It has been with a great deal of interest that I have been following the back and forth debate over the alleged abuse of prisoners in Abu Ghraib, Iraq, and Guantanimo Bay, Cuba, shortened to “Gitmo” by those in the military.
The debate rages today both in the media and on Capitol Hill over the reports of the Koran being flushed down toilets in Gitmo, along with mishandlings of the Koran by military guards. This particular accusation is a no-win dilemma. Because Muslims believe our guards to be infidels, merely touching the Koran is tantamount to mishandling the Islamic holy book.
The arguments in defense of these allegations run the gamut.
• “We’re the ones who give them the Koran.”
This is true. We provide each prisoner with a copy of the Koran if he so wishes. We have even sent some of our Muslim military chaplains to provide spiritual counsel and comfort. We provide the prayer rugs required for their daily prayers. We even make sure they have an arrow placed in their cell pointing toward the holy city of Mecca so they will be able to bow in prayer five times a day pointed in the right direction.
• “We feed them foods in keeping with their religious dietary requirements.”
We make sure these men do not eat anything that would violate their religious teachings and sensibilities. They are provided televisions, fresh bedding, and clean clothing on a regular basis. Yes, they have it a lot better than they did in Afghanistan, or wherever they came from.
• “We don’t behead our enemies and make a public display of them on television.”
This is also true. Such behavior is barbaric to the extreme and would not be tolerated by the American people. It has even been said that we might just as easily have killed these terrorists on the field of battle and nothing would have been said. They were taken as prisoners because we do not wantonly kill enemy combatants.
• “The mistreatment of the Iraqi prisoners at Abu Ghraib is as harmless as college Fraternity pranks.”
That we humiliated Iraqi prisoners is inexcusable. The news media claims they broke the story about prison abuses, but the truth is our own military became aware of this problem eight months before the story was reported. We had already investigated the incidents and had taken appropriate measures to bring to justice those who were guilty of this reprehensible behavior.
• “These terrorists certainly do not respect or honor our religious beliefs.”
We already know that treatment of captured American service members and civilians is likely to end in their death. Terrorists in Bethlehem destroyed many of the icons and bibles sacred to Christians. I don’t recall an outcry from our media or politicians about these violations.
All such arguments are irrelevant. The reason they are irrelevant has to do with a basic tenant of our nation. As Americans, our ethos was established on the teachings of the Bible. Principally: the Golden Rule. This teaching comes directly from Jesus and the Sermon on the Mount where he said, “So in everything, do to others what you would have them do to you, for this sums up the Law and the Prophets.”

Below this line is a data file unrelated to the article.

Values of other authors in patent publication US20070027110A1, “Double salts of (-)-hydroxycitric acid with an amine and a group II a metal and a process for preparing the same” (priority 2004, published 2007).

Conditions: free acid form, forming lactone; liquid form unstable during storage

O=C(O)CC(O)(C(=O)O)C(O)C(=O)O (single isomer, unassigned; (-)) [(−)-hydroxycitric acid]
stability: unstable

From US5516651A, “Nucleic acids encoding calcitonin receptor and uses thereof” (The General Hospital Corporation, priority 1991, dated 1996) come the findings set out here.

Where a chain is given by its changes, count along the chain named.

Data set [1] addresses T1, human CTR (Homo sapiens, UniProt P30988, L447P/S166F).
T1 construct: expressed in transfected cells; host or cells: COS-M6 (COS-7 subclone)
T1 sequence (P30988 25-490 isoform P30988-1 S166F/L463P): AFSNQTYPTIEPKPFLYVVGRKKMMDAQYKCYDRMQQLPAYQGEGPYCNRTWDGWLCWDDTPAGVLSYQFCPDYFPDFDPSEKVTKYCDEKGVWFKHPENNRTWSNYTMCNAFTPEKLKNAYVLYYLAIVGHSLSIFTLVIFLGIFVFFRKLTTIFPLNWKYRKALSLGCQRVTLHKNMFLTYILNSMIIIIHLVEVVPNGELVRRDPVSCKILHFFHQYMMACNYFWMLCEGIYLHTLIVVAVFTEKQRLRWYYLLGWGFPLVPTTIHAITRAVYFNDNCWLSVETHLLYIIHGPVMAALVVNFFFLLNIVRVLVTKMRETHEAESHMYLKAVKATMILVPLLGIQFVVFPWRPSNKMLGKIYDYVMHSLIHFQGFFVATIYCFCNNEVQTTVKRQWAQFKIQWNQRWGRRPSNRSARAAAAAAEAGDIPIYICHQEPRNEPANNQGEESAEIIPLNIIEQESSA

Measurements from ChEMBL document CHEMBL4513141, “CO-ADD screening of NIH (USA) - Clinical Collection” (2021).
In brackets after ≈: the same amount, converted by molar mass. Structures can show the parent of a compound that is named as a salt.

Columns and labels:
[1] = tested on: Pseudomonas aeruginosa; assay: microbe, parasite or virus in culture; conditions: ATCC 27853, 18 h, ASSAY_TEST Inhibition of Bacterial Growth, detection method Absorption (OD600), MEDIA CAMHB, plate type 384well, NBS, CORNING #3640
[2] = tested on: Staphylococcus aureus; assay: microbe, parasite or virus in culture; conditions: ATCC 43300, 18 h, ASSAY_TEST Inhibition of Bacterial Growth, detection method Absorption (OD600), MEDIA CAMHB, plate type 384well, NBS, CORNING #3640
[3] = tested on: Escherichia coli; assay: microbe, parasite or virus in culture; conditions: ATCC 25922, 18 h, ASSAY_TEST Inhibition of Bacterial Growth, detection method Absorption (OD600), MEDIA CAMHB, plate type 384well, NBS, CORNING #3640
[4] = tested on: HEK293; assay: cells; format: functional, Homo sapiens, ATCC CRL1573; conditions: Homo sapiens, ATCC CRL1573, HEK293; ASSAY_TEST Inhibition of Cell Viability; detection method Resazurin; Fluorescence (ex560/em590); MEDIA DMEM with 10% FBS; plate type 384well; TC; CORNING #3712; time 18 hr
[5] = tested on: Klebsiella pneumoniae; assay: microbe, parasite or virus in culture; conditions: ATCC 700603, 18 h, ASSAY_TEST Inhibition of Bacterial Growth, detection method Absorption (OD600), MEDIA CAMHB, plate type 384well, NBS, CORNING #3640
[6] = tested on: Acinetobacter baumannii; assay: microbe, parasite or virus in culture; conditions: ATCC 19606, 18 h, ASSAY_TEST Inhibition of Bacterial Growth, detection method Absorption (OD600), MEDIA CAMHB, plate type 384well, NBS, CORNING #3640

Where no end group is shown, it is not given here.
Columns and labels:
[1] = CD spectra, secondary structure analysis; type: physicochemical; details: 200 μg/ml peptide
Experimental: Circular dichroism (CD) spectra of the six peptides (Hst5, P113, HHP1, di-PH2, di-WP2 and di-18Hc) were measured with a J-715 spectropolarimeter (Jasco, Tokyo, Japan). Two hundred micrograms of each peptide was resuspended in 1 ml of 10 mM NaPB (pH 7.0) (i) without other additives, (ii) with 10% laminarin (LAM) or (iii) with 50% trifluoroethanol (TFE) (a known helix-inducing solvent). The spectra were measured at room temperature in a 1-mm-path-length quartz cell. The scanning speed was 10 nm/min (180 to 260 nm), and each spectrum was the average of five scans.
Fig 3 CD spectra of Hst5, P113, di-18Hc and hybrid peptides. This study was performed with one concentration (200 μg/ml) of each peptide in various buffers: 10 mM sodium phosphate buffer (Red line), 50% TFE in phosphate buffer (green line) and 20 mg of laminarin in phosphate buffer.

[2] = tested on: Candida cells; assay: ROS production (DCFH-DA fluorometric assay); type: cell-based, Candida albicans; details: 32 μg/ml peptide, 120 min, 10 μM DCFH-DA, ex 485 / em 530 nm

It is this principle that has been the cornerstone of the American concept of fairness. It is also the basis upon which our judicial system was established. This explains why our military treats its enemies with respect. This also explains why the anomalies of Abu Ghraib and Gitmo do not set well with us as Americans. We expect better from our fellow Americans. No amount of justification will excuse the poor treatment of prisoners, whether Saddam Hussein or some fifteen year old insurgent recruited from Yemen.
Jesus said to treat others the way you would want to be treated. This is the very foundation of all that the Bible teaches. The Law of Moses and the words of the Prophets are the bedrock of all other teachings in the Bible. Coupled with the Golden Rule is the Law of Love: “Love the Lord your God,” and “Love your neighbor as yourself.” The crown of these teachings is, “Greater love has no one than this, that he lay down his life for his friends.”
We live by a higher standard. Therefore, we must treat others the way we would want to be treated, whether they treat us that way or not. To do otherwise is to cause our concept of who we are as a people to be seriously eroded in our own minds, and invites the criticism of those who are only too happy to point the accusing finger at us.
We would all do well to return to the teachings of the Bible and put it into practice in our daily lives. Our enemies may never respect us for holding to such lofty ideals. But at least we’ll have the satisfaction of knowing we’re doing the right thing.
The Golden Rule is never old fashioned or out of date.